It is with pleasure that I’m announcing a new collaboration today with master printer Wesley Wong of Giclee Art, whom you’ll remember as the gentleman who takes care of all my art and exhibition printing – and has done for the best part of five years now. I think it’s safe to say that there’s no way to view a lot of the information captured at a single glance other than in print – there are no monitors that can display 50MP, for instance – and there’s also no better way to make an absolute reference image. I think this is very important as a photographer to take your own vision further; if you cannot visualise the finished product, how can you show it to others – or expect them to be able to appreciate your vision too? Beyond this, there is also the tangible satisfaction of producing a print and having a physical object as fruit of your labor. However, there has always been a gap between learning the art of printing in such a way as to be accessible to all – because of the physical element – and the economics of experimentation and running your own printer. As much as I print personally, it still doesn’t make sense for me to own my own hardware – there are periods where I don’t print at all, and keeping the printer in working order would require dumping very expensive ink through the heads to keep things flowing. Of course, if you utilise external print services, this is moot.
Following demand for printing workshops from a widely spread audience, Wesley and I have been working on these challenges for a while now, and we believe we have a solid teaching structure that addresses all of the issues. Beyond that, it also allows for one on one and personalised tuition around the needs of the individual in much the same way as the email school. Continue after the jump for the explanation, and to sign up. We will limit this to just five students for the first intake.
The Printing School
Structurally, it’s similar to the tried and tested formula of the Email School, and forms a complimentary package to it that addresses the physical output portion of the photographic equation.
- Determine your objectives – e.g. ‘make better monochrome prints’, ‘achieve accurate color’; ‘print large’
- Send over a portfolio ten images for assessment, in full size: this is so we can assess image quality and postprocessing technique to determine whether the capture side or the postprocessing side needs work, and where. Intro to Photoshop Workflow and Photoshop Workflow II are required viewing as these produce print-ready files, and both videos are included with the price of the course. If you already have them, we will substitute with The Monochrome Masterclass and Outstanding Images Ep. 5: Processing for Style.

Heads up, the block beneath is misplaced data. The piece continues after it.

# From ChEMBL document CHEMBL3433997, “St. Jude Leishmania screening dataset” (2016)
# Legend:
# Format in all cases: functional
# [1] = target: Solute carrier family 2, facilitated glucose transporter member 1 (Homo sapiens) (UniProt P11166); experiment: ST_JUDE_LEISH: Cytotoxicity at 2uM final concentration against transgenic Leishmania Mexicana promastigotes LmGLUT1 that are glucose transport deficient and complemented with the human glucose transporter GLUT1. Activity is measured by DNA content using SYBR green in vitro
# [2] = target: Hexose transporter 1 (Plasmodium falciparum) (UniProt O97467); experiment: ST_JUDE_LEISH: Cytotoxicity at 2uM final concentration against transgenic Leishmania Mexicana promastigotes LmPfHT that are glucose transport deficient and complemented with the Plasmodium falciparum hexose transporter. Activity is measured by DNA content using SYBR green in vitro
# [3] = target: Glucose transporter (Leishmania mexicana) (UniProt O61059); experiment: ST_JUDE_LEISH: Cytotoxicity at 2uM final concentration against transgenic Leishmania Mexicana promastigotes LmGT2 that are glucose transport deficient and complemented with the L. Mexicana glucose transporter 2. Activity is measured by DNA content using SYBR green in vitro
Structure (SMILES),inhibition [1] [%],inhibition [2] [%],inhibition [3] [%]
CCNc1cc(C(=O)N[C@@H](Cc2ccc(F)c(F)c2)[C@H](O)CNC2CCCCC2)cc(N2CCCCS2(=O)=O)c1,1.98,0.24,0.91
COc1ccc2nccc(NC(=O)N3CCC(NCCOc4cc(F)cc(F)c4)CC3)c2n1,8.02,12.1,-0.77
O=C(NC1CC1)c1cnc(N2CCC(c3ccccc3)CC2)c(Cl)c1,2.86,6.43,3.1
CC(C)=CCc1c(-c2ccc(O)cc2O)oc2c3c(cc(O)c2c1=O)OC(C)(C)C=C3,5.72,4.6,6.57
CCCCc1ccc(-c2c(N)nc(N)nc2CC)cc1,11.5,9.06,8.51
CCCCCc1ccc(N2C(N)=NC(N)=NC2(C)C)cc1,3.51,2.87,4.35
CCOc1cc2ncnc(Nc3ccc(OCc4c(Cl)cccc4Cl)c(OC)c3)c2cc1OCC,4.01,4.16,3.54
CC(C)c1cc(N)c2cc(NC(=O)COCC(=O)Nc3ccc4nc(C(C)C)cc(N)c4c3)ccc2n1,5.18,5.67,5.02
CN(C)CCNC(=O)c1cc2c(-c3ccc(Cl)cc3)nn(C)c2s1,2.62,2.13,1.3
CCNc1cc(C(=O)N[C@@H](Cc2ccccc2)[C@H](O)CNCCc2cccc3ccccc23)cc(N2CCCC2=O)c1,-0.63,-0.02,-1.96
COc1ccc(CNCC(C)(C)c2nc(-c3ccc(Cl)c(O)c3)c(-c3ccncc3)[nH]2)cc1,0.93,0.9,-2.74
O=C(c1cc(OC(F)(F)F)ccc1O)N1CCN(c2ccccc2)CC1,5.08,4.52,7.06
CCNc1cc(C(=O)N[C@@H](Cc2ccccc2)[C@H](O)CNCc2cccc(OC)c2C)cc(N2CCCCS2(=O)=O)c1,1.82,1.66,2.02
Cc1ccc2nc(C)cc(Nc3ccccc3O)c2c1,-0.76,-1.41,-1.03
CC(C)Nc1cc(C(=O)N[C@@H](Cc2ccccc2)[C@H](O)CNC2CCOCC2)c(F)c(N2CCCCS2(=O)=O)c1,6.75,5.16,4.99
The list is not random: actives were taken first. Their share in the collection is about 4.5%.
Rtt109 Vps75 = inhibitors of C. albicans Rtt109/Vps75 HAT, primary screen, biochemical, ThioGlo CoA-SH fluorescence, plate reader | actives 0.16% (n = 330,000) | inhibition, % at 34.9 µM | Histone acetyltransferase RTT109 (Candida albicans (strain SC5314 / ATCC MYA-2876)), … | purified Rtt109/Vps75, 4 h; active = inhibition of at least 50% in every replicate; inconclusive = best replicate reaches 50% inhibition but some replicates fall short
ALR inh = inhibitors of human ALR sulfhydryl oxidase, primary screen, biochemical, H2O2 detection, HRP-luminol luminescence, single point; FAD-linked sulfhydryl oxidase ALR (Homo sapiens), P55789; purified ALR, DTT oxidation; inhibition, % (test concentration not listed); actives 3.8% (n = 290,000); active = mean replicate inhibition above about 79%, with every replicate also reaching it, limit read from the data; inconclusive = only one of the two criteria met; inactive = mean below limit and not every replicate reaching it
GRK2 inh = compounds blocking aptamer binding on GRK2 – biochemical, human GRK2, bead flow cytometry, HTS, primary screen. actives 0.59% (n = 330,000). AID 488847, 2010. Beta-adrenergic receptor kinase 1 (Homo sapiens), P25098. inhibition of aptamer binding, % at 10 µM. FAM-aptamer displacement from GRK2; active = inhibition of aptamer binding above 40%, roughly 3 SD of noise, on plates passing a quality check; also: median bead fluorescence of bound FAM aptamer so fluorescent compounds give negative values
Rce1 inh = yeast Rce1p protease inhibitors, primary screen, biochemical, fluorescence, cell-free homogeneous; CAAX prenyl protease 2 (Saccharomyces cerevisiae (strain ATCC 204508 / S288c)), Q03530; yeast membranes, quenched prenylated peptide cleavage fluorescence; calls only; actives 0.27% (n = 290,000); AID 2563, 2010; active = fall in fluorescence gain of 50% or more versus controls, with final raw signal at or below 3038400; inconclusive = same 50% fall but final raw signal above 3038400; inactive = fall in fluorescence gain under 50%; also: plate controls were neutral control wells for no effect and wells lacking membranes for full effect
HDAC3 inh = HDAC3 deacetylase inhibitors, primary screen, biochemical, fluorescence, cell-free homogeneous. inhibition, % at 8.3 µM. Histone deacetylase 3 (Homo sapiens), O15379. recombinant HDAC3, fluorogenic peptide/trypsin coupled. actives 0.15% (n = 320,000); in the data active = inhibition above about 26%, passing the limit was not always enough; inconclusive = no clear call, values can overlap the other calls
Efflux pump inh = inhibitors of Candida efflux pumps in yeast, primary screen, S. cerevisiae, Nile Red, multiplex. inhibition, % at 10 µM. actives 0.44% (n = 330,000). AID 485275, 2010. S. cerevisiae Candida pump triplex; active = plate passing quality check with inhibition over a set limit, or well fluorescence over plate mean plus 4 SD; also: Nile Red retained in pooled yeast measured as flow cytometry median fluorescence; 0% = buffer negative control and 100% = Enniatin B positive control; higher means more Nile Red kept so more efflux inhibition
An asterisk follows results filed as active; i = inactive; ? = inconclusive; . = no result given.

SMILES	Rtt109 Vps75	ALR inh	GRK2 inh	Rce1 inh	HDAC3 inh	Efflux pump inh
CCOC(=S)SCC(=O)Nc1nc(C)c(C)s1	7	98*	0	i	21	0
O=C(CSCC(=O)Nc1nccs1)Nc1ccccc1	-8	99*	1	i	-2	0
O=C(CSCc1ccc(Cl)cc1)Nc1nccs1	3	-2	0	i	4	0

- Wesley will send over your image review via screen capture video and advise on any necessary changes
- You will then make those changes to the first batch of files, and select three images to print, at 16×12″
- The prints will be made by Wesley and shipped to you via DHL.
- A discussion then happens: did it look the way you expected? What could change? How? Are there systemic issues (e.g. monitor calibration) that need to be addressed?
- The process is iterative: we repeat it four more times focusing on a single file for subsequent rounds, with you receiving a total of seven prints by the end of the course. We will do one round of post-assessment corrections for each printed file, and during the feedback process, Wesley will explain the science of color, proofing, hardware envelope, and understanding and working within the gamut limitations of paper and printer – all to achieve the intended visual impact from the final print.
The final intention is for you to be able to make a print that matches how you imagine the scene should appear at the time of capture: to bridge the workflow between capture and final output.
The course is priced at US$900 per person, inclusive of two videos and seven 16×12″ (~A3) prints on fine art paper (type appropriate to your objective) plus shipping via DHL anywhere in the world. We will take five students for the first intake.
Testimonials from previous print and Email School customers can be found below.
Kai (Email school of photography): It has been a rewarding 12 months of photography. I enrolled into Ming’s email school one year ago, first hoping to get some real C&C from a working professional of my portfolio. What I got was a really “up to the point” assessment of my work to date, where my work was working and where it did not look right. This was a humbling exercise which one doesn’t get when posting photos on social media. After knowing where I wanted my photography to go, Ming gave me exercise exploring compositions, balance, what’s in/out of the frame, working on a story, etc. Each of the assignment was difficult, and the feedback was constructive and consistent (maybe I have repeatedly made similar mistakes such as over blowing highlights across different assignments).
Overall, after 1 year of assignments, I believe I have achieved the following:
- Starting to be able to critically assess my photos. Next step is to curate them so that only the really good ones remains.
- Considered a lot more before pressing the trigger – the edges, histograms, colours, balance, “what I want to show”.
- Make a lighter touch on pp. A lot of my old photos were full blast post processed and now they are an eye sore. Progression I suppose.
- Able to use different aspect ratios to show the pictures.
- Definitely my photography has improved and that’s “a good thing ™”
Gerrit Volck (Email school of photography): As an amateur my one and only goal was to take stronger images. Thanks to your experience and guidance the images I’m taking now have improved a lot in several ways. From distracting elements through composition and postprocessing, the resulting images really are stronger. The route to reach that aim has been tougher than I first thought when booking the course. Partly due to my inability to see certain things and partly due to plain misunderstandings. In the end however I had lots of fun with the assignments and the impression that no other photography investment would have taken me where I am now. I know I have lots of room for improvements though. The only real difficulty I see now is to keep practicing preferably on a daily basis…